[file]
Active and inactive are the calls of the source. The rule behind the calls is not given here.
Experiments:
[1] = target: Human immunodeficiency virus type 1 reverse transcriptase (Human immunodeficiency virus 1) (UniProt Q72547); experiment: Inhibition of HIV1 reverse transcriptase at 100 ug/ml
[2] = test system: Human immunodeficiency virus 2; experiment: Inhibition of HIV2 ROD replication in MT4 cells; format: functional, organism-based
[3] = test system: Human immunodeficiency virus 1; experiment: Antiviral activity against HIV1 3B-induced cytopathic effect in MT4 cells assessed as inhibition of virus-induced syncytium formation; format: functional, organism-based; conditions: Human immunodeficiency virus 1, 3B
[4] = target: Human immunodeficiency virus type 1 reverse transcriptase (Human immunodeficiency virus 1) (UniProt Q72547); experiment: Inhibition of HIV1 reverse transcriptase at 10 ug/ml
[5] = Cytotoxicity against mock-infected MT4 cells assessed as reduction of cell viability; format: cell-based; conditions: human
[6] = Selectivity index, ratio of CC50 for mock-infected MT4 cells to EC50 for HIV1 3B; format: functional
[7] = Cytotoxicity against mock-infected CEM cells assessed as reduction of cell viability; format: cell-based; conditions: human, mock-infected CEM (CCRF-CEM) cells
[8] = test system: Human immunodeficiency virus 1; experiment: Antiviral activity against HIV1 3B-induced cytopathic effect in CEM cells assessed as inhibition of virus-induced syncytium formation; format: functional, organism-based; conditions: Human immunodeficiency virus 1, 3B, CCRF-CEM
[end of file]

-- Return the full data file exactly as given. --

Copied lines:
Active and inactive are the calls of the source. The rule behind the calls is not given here.
Experiments:
[1] = target: Human immunodeficiency virus type 1 reverse transcriptase (Human immunodeficiency virus 1) (UniProt Q72547); experiment: Inhibition of HIV1 reverse transcriptase at 100 ug/ml
[2] = test system: Human immunodeficiency virus 2; experiment: Inhibition of HIV2 ROD replication in MT4 cells; format: functional, organism-based
[3] = test system: Human immunodeficiency virus 1; experiment: Antiviral activity against HIV1 3B-induced cytopathic effect in MT4 cells assessed as inhibition of virus-induced syncytium formation; format: functional, organism-based; conditions: Human immunodeficiency virus 1, 3B
[4] = target: Human immunodeficiency virus type 1 reverse transcriptase (Human immunodeficiency virus 1) (UniProt Q72547); experiment: Inhibition of HIV1 reverse transcriptase at 10 ug/ml
[5] = Cytotoxicity against mock-infected MT4 cells assessed as reduction of cell viability; format: cell-based; conditions: human
[6] = Selectivity index, ratio of CC50 for mock-infected MT4 cells to EC50 for HIV1 3B; format: functional
[7] = Cytotoxicity against mock-infected CEM cells assessed as reduction of cell viability; format: cell-based; conditions: human, mock-infected CEM (CCRF-CEM) cells
[8] = test system: Human immunodeficiency virus 1; experiment: Antiviral activity against HIV1 3B-induced cytopathic effect in CEM cells assessed as inhibition of virus-induced syncytium formation; format: functional, organism-based; conditions: Human immunodeficiency virus 1, 3B, CCRF-CEM